We have had an extremely nice fall, with golden rays touching the red maple leaves, showing their translucent skeletons of fine fibers. Mornings have been brisk but soon yields warmth that calls for an afternoon nap. The geese normally flying south for the winter, have been staying longer and settling in for a few more extra days. The trees are holding on to their leaves for a few extra weeks, dazzling us with a display of gold, reds and browns. The grass still has been growing and looking lush and thick and the sheep have relished each bite. With the change to daylight saving times, my evening training has slowed to a trickle so I use the weekends wisely. I see the progress in the young bloods, a keenness that is whetted by being chained up before they work and soon sated by their sessions. With the seasoned veterans, it is sharpening up the skills and trying to erase the bad habits. Tess will stand at the gate, in hopes of being chosen to work and I humor her by having her sort the lesson sheep. That satisfies her and makes her feel like she is wanted. She puts the poultry away each night and afterwards, she runs to the tack room for her treat. Life has been good for her in her older years and she has recovered fully from her accident. She still thinks she is a two years old, running, barking and leaping on the couch and being a general pest at times and I smile at her.
I got up early on Saturday to go the trial hosted by Judy Norris and saw the weather had turned. Angry clouds filled the sky and the cold wind sneaked into my thick coat and chilled my soul. I called softy to Tess and asked her is she wanted to go to the trial. I was doing setout and she would fit that role perfectly as the sheep were light. She leaped off the bed and I winced as she skidded across the rug. She raced outside to the truck and leapt up and down on the driver’s side as if to open it. She shoved the other dogs out of the way and easily jumped into the cab. Her eyes sparked with a shine that I hadn’t seen a long time. Nan, Rainey, Emma and Tess soon settled down and I drove down our bumpy country road with my hot coffee in mt hand and the radio at a loud volume.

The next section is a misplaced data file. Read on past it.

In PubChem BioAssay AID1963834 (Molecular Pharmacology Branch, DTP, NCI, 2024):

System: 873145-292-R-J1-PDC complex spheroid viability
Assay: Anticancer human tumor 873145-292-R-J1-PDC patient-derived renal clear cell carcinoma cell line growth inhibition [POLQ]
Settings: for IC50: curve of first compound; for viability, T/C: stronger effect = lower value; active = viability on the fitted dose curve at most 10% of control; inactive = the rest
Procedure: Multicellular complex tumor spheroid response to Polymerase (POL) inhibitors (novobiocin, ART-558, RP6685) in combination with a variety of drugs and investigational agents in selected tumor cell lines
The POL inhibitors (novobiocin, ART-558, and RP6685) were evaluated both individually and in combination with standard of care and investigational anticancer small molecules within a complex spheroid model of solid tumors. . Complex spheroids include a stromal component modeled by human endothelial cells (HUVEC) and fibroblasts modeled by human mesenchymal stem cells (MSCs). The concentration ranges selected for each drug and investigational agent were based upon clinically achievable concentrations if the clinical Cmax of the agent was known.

Nan was second dog up and it started off with a nice outrun and lift, then she was hard on the sheep for the first part of the fetch with no feel for the sheep but bully on their butts. We skimmed the panel and she finally settled down. Her drive started off nicely but she had her version of the drive which was high, then followed by a bad second panel section and put them snug in the pen. She was on the muscle and I could not settle the three hair sheep down for a shed. Her drive cost us dearly but she didn’t know that.